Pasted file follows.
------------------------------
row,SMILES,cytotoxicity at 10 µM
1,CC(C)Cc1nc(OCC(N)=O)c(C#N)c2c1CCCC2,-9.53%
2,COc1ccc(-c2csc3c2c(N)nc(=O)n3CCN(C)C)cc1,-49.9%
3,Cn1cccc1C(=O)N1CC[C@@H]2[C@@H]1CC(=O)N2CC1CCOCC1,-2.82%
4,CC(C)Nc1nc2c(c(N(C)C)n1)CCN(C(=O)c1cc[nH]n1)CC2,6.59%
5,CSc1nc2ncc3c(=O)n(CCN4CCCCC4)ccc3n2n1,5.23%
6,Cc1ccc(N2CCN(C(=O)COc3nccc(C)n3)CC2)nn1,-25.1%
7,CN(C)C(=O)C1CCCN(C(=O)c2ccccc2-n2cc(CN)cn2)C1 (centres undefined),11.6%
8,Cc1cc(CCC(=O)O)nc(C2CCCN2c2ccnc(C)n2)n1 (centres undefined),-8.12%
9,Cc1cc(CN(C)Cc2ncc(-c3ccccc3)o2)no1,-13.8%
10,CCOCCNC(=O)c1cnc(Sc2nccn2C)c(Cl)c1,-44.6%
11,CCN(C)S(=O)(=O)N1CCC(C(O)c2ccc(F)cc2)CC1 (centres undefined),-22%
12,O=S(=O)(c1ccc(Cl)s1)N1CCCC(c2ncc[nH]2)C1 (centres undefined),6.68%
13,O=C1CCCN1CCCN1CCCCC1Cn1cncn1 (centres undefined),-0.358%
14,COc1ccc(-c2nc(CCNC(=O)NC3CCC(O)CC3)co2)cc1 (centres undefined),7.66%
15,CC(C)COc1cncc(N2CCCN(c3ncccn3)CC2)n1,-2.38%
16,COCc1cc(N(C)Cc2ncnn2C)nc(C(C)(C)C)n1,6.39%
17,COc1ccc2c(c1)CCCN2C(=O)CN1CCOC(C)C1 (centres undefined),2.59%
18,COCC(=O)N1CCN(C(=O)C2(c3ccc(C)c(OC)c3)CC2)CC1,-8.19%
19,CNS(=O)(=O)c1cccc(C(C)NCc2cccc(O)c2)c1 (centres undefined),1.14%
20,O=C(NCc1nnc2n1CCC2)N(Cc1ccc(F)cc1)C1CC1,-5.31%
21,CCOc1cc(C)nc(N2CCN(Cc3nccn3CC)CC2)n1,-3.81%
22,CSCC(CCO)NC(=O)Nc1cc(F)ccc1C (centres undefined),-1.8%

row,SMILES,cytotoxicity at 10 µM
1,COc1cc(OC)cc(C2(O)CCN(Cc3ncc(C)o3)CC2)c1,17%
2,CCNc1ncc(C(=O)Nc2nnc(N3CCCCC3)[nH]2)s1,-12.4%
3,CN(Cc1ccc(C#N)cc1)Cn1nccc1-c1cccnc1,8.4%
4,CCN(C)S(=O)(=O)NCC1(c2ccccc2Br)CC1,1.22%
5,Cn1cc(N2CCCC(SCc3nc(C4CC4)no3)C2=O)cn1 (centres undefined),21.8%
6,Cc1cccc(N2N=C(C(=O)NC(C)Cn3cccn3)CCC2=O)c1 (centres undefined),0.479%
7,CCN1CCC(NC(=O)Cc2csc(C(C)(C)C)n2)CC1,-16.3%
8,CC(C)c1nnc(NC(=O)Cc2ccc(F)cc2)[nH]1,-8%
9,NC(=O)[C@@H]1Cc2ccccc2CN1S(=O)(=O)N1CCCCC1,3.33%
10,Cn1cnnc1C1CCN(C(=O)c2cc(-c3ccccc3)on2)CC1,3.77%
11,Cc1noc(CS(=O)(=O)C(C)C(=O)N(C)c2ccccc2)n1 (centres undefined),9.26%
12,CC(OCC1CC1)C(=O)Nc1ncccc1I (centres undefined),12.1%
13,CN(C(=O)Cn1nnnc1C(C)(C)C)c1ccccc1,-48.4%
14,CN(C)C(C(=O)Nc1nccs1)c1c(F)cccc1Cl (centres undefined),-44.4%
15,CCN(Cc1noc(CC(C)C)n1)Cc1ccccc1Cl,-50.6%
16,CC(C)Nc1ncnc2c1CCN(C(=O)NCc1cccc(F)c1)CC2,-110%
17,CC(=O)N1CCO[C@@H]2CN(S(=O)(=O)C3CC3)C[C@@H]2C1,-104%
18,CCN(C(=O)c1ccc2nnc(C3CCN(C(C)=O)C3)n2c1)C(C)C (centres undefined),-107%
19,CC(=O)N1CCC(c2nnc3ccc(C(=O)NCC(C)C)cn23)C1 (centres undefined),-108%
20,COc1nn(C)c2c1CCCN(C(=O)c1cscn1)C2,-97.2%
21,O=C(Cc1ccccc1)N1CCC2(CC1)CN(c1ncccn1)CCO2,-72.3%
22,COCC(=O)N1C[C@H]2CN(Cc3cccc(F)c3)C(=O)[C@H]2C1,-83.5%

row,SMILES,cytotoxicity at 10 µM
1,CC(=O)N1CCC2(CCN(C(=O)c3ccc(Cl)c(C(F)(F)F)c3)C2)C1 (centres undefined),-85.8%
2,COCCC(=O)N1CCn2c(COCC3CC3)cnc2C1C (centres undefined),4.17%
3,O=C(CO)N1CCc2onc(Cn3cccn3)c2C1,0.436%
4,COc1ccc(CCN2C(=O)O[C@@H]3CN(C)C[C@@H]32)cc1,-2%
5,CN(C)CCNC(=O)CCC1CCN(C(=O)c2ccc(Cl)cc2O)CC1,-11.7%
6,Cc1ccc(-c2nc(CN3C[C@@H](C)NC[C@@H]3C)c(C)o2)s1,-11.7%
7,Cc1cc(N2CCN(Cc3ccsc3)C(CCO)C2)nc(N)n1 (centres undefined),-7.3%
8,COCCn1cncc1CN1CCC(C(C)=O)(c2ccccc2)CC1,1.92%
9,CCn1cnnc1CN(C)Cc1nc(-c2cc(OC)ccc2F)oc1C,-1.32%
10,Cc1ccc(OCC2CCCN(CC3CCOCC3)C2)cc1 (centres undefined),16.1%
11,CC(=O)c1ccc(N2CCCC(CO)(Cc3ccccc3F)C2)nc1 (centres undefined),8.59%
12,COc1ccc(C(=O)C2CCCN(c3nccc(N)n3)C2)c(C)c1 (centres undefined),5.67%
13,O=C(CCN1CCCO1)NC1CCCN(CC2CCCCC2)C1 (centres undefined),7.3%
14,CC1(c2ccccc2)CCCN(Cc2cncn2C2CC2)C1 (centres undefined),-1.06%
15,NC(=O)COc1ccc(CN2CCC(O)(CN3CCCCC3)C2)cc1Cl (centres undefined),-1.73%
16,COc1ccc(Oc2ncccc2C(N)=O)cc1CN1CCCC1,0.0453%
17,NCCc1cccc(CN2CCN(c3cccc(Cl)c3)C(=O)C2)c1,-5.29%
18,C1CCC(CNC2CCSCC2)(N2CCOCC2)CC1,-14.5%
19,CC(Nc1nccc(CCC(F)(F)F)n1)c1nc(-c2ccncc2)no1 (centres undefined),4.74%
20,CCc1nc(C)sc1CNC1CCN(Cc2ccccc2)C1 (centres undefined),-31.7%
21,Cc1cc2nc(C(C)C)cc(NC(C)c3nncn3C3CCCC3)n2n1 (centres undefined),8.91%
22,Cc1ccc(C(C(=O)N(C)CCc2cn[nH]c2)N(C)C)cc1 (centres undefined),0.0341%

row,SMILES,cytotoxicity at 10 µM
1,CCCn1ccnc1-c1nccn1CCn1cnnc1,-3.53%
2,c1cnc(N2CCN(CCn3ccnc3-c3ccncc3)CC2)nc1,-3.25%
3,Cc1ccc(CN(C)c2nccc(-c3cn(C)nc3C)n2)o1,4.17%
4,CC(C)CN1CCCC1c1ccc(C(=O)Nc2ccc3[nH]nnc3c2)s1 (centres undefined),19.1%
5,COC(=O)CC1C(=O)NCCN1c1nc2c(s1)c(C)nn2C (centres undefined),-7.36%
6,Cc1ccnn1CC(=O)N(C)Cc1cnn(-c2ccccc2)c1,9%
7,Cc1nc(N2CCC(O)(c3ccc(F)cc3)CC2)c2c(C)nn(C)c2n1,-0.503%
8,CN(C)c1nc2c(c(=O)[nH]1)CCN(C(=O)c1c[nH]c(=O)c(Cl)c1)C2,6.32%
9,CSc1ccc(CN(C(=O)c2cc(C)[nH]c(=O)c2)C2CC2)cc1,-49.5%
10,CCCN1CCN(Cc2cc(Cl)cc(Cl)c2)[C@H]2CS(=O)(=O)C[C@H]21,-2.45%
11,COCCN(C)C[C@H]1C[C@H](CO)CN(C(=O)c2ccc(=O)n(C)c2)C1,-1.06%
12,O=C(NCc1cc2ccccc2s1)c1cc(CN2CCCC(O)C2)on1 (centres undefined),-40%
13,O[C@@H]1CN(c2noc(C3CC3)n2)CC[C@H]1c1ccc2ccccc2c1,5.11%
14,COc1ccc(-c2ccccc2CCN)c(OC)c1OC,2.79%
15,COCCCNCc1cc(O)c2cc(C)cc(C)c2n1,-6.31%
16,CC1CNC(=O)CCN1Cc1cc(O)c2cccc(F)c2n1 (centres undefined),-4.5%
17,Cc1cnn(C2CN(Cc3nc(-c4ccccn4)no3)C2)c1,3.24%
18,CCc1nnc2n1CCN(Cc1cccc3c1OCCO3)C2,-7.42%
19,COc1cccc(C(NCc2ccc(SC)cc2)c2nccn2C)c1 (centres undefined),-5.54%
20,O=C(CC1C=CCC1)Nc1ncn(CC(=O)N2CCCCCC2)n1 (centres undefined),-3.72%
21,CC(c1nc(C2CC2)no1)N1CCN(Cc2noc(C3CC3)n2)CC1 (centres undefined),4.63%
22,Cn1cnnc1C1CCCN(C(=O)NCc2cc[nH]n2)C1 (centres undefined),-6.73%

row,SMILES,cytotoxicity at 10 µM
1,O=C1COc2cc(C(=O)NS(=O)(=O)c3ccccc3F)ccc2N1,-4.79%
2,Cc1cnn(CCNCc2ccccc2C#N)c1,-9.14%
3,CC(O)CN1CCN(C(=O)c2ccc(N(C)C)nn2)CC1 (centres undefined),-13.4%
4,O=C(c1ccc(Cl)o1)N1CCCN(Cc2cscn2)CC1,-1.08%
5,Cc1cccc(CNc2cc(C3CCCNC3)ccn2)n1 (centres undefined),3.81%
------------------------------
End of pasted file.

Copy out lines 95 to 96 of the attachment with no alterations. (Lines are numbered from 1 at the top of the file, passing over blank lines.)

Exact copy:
2,Cc1cnn(CCNCc2ccccc2C#N)c1,-9.14%
3,CC(O)CN1CCN(C(=O)c2ccc(N(C)C)nn2)CC1 (centres undefined),-13.4%